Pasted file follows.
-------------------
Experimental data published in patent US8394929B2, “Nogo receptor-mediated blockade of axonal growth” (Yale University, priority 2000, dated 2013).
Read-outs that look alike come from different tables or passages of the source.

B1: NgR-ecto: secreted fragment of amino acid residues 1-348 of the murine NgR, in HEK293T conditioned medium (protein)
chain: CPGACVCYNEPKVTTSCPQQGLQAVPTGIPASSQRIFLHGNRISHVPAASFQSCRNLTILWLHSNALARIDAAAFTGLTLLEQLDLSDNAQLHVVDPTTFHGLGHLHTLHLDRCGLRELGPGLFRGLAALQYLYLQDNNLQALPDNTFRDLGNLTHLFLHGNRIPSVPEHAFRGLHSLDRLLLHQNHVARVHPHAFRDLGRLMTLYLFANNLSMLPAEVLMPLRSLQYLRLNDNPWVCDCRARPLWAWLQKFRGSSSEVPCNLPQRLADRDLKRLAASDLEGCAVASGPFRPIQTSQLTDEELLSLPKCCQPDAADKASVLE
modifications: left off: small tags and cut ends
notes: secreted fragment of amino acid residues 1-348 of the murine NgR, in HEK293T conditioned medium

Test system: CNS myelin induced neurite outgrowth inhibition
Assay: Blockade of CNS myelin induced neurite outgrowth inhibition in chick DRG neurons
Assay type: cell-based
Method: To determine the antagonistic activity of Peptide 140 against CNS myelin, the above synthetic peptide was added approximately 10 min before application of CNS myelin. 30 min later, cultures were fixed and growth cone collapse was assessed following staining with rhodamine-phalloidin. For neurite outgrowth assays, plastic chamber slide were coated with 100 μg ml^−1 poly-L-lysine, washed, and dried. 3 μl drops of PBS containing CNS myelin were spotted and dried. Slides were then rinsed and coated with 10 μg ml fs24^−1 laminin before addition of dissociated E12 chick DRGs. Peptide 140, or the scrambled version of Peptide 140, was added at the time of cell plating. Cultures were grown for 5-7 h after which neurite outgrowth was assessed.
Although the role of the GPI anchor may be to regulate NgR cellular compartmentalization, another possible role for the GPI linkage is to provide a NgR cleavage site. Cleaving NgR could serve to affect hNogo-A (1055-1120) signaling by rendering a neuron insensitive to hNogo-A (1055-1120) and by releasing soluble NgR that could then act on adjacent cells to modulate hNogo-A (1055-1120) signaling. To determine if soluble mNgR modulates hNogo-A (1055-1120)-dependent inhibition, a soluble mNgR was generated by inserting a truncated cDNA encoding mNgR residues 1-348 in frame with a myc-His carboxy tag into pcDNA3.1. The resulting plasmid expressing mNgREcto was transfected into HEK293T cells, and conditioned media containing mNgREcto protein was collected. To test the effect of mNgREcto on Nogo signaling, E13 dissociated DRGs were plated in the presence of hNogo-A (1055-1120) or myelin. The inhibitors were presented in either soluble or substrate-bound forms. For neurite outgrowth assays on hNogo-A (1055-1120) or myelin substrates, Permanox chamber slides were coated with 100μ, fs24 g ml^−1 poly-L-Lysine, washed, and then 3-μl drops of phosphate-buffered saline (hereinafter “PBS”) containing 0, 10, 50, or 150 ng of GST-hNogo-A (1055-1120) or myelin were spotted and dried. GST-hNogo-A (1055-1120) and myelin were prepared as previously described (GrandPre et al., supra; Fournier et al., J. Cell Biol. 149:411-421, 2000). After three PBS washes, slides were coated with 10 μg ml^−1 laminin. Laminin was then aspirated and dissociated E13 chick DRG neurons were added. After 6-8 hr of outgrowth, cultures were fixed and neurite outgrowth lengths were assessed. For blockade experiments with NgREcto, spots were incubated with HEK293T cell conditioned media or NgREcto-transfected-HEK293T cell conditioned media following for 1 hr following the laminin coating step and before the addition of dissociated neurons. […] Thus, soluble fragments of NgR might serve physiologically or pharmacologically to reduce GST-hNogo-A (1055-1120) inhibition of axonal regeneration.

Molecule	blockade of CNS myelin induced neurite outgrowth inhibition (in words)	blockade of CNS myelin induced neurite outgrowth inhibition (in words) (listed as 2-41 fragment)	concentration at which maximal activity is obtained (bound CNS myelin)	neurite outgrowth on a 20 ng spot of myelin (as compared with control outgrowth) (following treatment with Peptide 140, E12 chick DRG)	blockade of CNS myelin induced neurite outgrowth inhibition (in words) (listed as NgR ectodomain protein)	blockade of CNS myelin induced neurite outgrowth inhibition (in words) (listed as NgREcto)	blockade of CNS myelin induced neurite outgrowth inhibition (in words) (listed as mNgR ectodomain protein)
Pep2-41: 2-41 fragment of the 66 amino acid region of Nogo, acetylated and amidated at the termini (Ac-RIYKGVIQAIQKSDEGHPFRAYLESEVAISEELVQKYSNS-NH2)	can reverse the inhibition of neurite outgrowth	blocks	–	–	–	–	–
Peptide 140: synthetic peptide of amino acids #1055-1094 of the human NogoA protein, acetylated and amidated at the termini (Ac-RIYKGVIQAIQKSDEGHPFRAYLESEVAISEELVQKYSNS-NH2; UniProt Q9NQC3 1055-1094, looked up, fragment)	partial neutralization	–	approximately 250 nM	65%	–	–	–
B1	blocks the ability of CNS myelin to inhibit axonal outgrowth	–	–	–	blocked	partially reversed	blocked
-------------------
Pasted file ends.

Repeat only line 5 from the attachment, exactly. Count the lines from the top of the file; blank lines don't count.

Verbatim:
modifications: left off: small tags and cut ends